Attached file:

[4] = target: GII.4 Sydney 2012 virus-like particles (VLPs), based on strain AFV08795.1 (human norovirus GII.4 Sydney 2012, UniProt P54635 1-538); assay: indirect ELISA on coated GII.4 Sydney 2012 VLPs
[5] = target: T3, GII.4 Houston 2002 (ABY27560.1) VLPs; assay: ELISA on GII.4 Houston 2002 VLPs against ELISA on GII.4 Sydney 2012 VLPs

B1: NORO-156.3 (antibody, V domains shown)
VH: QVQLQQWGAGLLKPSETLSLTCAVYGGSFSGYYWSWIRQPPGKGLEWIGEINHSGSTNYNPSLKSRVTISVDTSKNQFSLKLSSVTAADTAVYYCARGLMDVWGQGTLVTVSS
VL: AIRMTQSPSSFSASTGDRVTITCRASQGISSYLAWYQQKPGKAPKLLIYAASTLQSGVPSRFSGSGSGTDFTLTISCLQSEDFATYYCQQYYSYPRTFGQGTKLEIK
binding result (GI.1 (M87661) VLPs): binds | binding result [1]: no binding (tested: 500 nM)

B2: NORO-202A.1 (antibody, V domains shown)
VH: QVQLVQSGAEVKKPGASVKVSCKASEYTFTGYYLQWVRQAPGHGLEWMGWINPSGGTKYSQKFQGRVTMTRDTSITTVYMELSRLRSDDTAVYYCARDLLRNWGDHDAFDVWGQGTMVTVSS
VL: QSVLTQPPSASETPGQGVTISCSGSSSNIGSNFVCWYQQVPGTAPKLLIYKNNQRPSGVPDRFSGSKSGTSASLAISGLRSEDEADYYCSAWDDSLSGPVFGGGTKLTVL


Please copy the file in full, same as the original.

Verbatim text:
[4] = target: GII.4 Sydney 2012 virus-like particles (VLPs), based on strain AFV08795.1 (human norovirus GII.4 Sydney 2012, UniProt P54635 1-538); assay: indirect ELISA on coated GII.4 Sydney 2012 VLPs
[5] = target: T3, GII.4 Houston 2002 (ABY27560.1) VLPs; assay: ELISA on GII.4 Houston 2002 VLPs against ELISA on GII.4 Sydney 2012 VLPs

B1: NORO-156.3 (antibody, V domains shown)
VH: QVQLQQWGAGLLKPSETLSLTCAVYGGSFSGYYWSWIRQPPGKGLEWIGEINHSGSTNYNPSLKSRVTISVDTSKNQFSLKLSSVTAADTAVYYCARGLMDVWGQGTLVTVSS
VL: AIRMTQSPSSFSASTGDRVTITCRASQGISSYLAWYQQKPGKAPKLLIYAASTLQSGVPSRFSGSGSGTDFTLTISCLQSEDFATYYCQQYYSYPRTFGQGTKLEIK
binding result (GI.1 (M87661) VLPs): binds | binding result [1]: no binding (tested: 500 nM)

B2: NORO-202A.1 (antibody, V domains shown)
VH: QVQLVQSGAEVKKPGASVKVSCKASEYTFTGYYLQWVRQAPGHGLEWMGWINPSGGTKYSQKFQGRVTMTRDTSITTVYMELSRLRSDDTAVYYCARDLLRNWGDHDAFDVWGQGTMVTVSS
VL: QSVLTQPPSASETPGQGVTISCSGSSSNIGSNFVCWYQQVPGTAPKLLIYKNNQRPSGVPDRFSGSKSGTSASLAISGLRSEDEADYYCSAWDDSLSGPVFGGGTKLTVL